I was always drawn to the restaurant scene when I was younger, all of the different local cuisines around Japan are so dynamic and exciting. As soon as I began working in restaurants, I found it was an industry that I was seriously passionate for.
Tell us something you wish you had been told at the start of your career?
I wish I had been told to be true to myself from the beginning, to always keep calm but stay motivated with your goals in mind.
What do you do in your spare time?
I’m a bit of a workaholic, with two restaurants in London and a number in Japan, so I’m always thinking about new ideas. I do like to visit new restaurants in London, though; my life basically revolves around food.
What’s your favourite restaurant or group of restaurants (besides your current one)?
This is a hard question, but I would have to say The Araki in London is my favourite. The chefs are incredibly skilled, and the food is so fresh and absolutely beautiful. It’s hard to beat.
What would you be doing if you weren’t in restaurants?
As I’ve worked in the industry since I was fifteen years old it’s really hard to imagine myself in another job. If I had to choose I would say a painter or graphic designer because a love the visual form, art and being creative.
What motivates you?
I know it’s a cliché but I love to see a full restaurant with happy customers. One of the reasons I love being a chef is the ability to create enjoyment for others and being able to see that for yourself is one of the best experiences.
Where was your last holiday?
I recently took a trip to Alicante in Spain; the food and wine were equally delicious!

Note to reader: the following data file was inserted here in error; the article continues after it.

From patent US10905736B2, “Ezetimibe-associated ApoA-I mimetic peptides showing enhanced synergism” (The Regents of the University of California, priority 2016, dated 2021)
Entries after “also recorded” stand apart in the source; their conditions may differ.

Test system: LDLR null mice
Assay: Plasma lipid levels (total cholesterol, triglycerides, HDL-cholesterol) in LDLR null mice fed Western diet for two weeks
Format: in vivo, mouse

Which colleague, mentor or employer has had the biggest influence on your approach to the restaurant business?
My superior Mr Kazuhiko Hamasaki from Chanto Co. Ltd. I met him when I was working for Daidai-ya in Tokyo. He is a creative genius and even won a few TV cooking competitions. He is an inspiration to me because he has taught me from the beginning, always taught me to be calm when times were hard and encouraged me to put maximum effort and focus into my work.
What keeps you up at night?
It’s usually work-related. Because I work with restaurants in both London and Japan, I find it hard to switch off even when I’m at home. My mind is constantly on work, but I try to relax as much as possible by spending time with my family.
Worst business decision?
We learnt a few lessons opening our first restaurant in London. I’d say we underestimated the impact of being located next to a busy hotel and we were quite overrun as soon as we opened our doors!
Best business decision?
I won’t say much more, other than I think it’s yet to come!
What are you reading at the moment?
This might come as a surprise because it’s not about food, but I’m currently reading a book about macroeconomics. It’s another field of study that really interests me.
What piece of advice would you give to those looking to climb the rungs in the business?
Passion and hard work are the keys to success. Some days you’ll think that you can’t do it anymore, but you have to keep motivated.
If you could change one thing about the restaurant industry today, what would it be?
The restaurant industry has changed so much recently, I think it runs the risk of becoming over saturated and, although I love the variety in choice, it’s becoming hard to find authentic cuisine.
CV to date
Born: Chiba Prefecture (Japan), 1974
Studied: Started apprenticeship at local cuisine restaurant in Miyazaki Prefecture after graduating from high school.
1998–2002 | head chef at DAIDAI-YA, Shinjuku branch
2018-present | chef director at Akira, London
"As well as Akira and Engawa, I also operate several restaurants in Japan such as Yakitori AKIRA, Muzitaki SHIMIZU, Oden KASHIMIN and Teppanyaki KASHIWA."